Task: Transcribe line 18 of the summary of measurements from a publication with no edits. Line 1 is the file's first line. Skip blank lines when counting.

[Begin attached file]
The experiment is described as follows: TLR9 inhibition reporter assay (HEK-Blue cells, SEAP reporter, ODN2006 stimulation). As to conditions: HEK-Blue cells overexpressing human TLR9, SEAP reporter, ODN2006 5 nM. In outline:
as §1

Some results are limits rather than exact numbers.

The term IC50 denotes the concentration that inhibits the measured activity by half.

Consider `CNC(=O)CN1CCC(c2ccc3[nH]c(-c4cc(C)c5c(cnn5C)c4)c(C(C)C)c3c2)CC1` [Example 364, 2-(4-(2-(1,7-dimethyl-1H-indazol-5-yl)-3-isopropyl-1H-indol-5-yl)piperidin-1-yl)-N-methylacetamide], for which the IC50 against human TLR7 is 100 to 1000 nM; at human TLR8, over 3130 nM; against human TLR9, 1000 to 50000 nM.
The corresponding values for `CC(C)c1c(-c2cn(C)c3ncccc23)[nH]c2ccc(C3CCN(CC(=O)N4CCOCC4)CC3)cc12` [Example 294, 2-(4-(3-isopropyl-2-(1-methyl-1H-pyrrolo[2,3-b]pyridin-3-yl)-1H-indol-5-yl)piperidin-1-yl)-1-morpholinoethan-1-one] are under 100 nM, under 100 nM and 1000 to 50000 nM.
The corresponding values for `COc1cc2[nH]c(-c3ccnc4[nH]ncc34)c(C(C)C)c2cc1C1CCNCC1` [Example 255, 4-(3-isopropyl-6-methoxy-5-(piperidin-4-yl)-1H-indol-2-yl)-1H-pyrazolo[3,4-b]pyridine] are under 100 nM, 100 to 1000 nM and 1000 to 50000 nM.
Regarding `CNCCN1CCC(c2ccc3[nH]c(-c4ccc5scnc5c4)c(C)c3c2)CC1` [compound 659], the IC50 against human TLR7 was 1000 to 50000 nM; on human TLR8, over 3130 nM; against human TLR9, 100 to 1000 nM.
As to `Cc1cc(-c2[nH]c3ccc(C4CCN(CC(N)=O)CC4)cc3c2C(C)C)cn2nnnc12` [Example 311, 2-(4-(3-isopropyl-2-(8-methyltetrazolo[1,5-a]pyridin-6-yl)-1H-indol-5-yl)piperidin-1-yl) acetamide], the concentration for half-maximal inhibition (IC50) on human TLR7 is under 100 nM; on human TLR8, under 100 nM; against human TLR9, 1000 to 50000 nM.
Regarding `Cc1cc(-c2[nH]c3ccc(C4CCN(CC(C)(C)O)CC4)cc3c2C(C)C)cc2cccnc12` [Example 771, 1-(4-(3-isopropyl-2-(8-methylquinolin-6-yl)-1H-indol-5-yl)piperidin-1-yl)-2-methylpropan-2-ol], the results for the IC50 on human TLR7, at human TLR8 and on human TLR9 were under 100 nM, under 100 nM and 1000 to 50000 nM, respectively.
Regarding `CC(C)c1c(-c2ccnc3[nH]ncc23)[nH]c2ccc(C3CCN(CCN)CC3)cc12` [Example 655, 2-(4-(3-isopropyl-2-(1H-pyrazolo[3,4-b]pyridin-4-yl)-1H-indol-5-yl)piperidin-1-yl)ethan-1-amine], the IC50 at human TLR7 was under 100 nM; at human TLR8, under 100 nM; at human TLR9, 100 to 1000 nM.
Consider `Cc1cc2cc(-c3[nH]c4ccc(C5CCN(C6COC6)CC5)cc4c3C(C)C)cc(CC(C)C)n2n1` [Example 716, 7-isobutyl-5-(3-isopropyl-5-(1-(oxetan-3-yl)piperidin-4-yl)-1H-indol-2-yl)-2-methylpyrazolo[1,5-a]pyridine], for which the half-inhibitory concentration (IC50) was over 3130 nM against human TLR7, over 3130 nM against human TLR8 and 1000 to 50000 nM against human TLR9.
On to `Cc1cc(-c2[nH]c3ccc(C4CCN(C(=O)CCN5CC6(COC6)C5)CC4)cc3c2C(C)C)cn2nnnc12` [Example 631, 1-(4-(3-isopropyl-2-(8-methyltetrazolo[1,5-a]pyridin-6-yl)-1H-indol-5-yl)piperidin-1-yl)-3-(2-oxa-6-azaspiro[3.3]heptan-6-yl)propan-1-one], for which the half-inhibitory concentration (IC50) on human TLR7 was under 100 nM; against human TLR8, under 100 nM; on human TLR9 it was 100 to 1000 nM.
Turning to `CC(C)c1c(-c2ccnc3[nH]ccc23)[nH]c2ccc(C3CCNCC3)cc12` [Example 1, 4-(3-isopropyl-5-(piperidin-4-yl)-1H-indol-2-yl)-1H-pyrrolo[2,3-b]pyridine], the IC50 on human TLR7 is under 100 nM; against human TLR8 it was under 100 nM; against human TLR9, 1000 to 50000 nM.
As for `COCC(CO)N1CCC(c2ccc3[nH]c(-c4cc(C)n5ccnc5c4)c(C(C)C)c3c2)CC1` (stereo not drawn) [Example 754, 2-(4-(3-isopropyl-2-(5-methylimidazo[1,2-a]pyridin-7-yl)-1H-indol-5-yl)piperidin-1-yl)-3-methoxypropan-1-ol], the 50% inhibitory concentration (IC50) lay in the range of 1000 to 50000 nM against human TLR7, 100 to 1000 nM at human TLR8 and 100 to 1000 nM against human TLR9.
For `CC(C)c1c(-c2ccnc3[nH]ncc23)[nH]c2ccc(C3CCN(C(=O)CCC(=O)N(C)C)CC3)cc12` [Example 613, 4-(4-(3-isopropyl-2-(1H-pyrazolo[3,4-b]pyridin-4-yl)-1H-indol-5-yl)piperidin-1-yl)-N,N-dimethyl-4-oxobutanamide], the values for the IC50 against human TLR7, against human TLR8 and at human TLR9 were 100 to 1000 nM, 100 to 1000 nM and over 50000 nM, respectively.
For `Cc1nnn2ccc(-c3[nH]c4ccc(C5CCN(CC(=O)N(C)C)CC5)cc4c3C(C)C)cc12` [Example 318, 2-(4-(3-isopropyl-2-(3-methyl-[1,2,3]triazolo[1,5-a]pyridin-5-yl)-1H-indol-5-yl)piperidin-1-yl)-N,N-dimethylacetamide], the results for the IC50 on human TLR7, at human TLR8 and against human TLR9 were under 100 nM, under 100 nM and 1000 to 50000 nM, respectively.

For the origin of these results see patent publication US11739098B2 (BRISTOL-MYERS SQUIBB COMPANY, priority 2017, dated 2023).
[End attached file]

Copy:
For the origin of these results see patent publication US11739098B2 (BRISTOL-MYERS SQUIBB COMPANY, priority 2017, dated 2023).